Underwater Naturalist

An often unsung hero of the realms of underwater exploration and conservation is the humble Underwater Naturalist. Frequently armed with formidable local knowledge and capable of amassing large amounts of information, the Underwater Naturalist can be a boon to researchers and scientists alike as they conduct their own more thorough studies. Thanks to groups like Reef.org and Cousteau Divers, more and more divers are becoming naturalists in addition to sport divers, contributing greatly to ongoing ocean studies with volumes of population data. In addition, rare species sightings will of come from sport divers before scientists, if for no other reason than there are more divers than scientists! This entry is for those who are looking to become serious underwater naturalist.

Education and training are the first big steps on the road to becoming a naturalist. Odds are if you’re reading this, you’re already a diver. If not, unless you’re solely interested in the intertidal zone, it’s time to become a diver! In a previous article, I went over what certifications I’d recommend as a general rule for divers. The only addition to this list is the Underwater Naturalist course (for obvious reasons). This course is available through PADI, SSI and SDI/TDI/ERDI amongst others. Be aware though, it’s not offered by all dive centres, so you may need to search the sites themselves to find out what dive centres offer the courses you need. The Underwater Naturalist course will give you a basic understanding of marine ecosystems, how the ocean works, and how to identify different types of flora and fauna. While this alone will prep you for what’s up next, the next step is actually the hardest.

Learning what’s what is the next big step. Each ecosystem is a little different, and offers a host of new challenges for identifying what you’ve seen on a dive. Personally, I’ve dived the indo-pacific, tropical pacific and pacific northwest the most, with a smattering of dives in the mediterranean. The end result has been an explosion of books on marine life and the ocean on my bookshelves. I have 35 books on the subjects of diving, marine life and sciences; and there are literally dozens upon dozens more books on the topic that I’d love to have! My collection is here at LibraryThing, in the Underwater Naturalist collection. The point is, you’ll have to get good at recognizing marine life while in the water, and good at using identifying features to figure out what you saw after you get out of the water. This is where groups like the afore mentioned REEF.org and Cousteau Divers step up, with guides and tests to get you on top your game when you hit the water. Of course, having a camera will help as well, because if you see something unfamiliar, you can snap a picture and check it out later with your new marine life identification books!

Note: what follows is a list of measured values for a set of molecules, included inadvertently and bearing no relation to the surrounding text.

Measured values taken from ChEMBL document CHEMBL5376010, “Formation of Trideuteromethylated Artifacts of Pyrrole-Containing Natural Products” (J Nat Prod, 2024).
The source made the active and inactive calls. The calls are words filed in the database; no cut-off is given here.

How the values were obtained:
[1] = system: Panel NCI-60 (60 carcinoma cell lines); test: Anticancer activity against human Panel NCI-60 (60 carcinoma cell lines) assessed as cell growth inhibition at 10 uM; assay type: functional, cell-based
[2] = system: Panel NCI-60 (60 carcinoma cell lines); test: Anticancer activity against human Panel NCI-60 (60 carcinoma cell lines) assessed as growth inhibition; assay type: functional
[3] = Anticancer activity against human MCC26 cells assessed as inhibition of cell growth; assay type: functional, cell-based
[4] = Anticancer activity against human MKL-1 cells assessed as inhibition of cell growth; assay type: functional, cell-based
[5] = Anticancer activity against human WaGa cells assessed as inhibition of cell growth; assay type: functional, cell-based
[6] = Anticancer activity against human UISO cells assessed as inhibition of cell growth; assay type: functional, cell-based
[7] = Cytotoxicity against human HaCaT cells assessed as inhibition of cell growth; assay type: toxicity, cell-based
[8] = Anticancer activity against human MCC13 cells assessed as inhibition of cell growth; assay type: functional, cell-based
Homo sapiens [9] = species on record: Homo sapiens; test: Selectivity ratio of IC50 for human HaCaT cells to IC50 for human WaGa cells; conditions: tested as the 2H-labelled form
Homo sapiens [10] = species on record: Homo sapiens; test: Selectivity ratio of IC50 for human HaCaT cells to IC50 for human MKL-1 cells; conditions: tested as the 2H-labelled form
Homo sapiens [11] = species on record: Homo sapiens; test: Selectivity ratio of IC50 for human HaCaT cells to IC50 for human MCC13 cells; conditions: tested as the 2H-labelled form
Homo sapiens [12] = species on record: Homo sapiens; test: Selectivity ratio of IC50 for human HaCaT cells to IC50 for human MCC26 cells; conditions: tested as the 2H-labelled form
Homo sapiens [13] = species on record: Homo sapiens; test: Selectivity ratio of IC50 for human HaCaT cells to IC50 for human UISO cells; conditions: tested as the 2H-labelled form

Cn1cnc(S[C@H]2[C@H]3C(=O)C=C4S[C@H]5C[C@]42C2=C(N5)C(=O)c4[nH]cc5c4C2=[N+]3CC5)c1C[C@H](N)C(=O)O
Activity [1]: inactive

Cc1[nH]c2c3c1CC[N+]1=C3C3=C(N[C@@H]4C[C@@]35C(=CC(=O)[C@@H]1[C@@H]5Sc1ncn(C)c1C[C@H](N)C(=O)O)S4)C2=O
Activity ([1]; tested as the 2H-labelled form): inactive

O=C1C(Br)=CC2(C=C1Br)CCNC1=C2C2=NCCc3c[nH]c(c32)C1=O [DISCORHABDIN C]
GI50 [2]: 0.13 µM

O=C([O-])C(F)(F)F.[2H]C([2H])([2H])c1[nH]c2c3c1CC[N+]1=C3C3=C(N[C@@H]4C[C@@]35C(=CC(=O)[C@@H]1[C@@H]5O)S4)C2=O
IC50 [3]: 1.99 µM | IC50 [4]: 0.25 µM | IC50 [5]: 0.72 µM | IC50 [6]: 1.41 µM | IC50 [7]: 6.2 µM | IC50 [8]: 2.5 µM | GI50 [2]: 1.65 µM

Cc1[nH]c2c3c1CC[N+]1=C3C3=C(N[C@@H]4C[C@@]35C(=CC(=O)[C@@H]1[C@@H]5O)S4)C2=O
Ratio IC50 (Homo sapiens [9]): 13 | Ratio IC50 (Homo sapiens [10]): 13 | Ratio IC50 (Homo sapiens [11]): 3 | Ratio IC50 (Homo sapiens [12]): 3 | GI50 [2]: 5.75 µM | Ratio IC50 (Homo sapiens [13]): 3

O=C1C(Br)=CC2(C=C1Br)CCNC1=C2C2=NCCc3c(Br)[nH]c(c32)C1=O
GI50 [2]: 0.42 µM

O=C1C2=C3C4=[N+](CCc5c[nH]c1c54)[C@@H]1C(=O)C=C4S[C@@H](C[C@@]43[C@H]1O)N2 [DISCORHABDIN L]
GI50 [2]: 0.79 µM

Records and surveys are the next area. If you’re using a large organization like REEF.org or Cousteau Divers, you can submit your surveys to them, and they can build the information into a coherent record of population trends. If you’re working on your own, you’ll have to keep track of things on your own. Create a filing system and keep both hard and digital copies of your information. Take photos and keep them with the relevant files as well. Another route is to do what I’ve done, and build an online presence with a photo database for people to use. Information doesn’t do much good unless it’s accessible and organized!

Now, there are things you can do to become a better naturalist or to make your work safer and more professional and more usable by the public and scientists alike. Getting training to Rescue Diver (or equivalent thereof) level and as a Scientific Diver will make you a more proficient diver and observer, as well as teach you how to use some scientific methods to gather information. Marine Research Stations, universities and colleges often run naturalist applicable courses, and a bit of adult learning can never hurt! A great resource for information is you local library; in the modern age of the internet, libraries now offer online access to peer reviewed scientific papers, magazine articles, and more! If there is a particular item you want to watch or study, the library might be a better place to start, as the reference librarians can quickly amass a large amount of information sources for you (without having to weed through online search results that may or may not be what you actually want). Using all the resources available to you, combined with better training and education will definitely put you on the right track to becoming a good Underwater Naturalist.

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About the author

Graeme is a professional diver, qualified as a PADI and SDI Divemaster, DCBC 40m Unrestricted Commercial Scuba Diver, 30m Restricted Surface Supply diver, and CAUS Scientific Diver Lv.2. Graeme has an Associate Degree of Arts in Environmental Studies, where he focused on archaeology and physical geography, and an Advanced GIS certificate.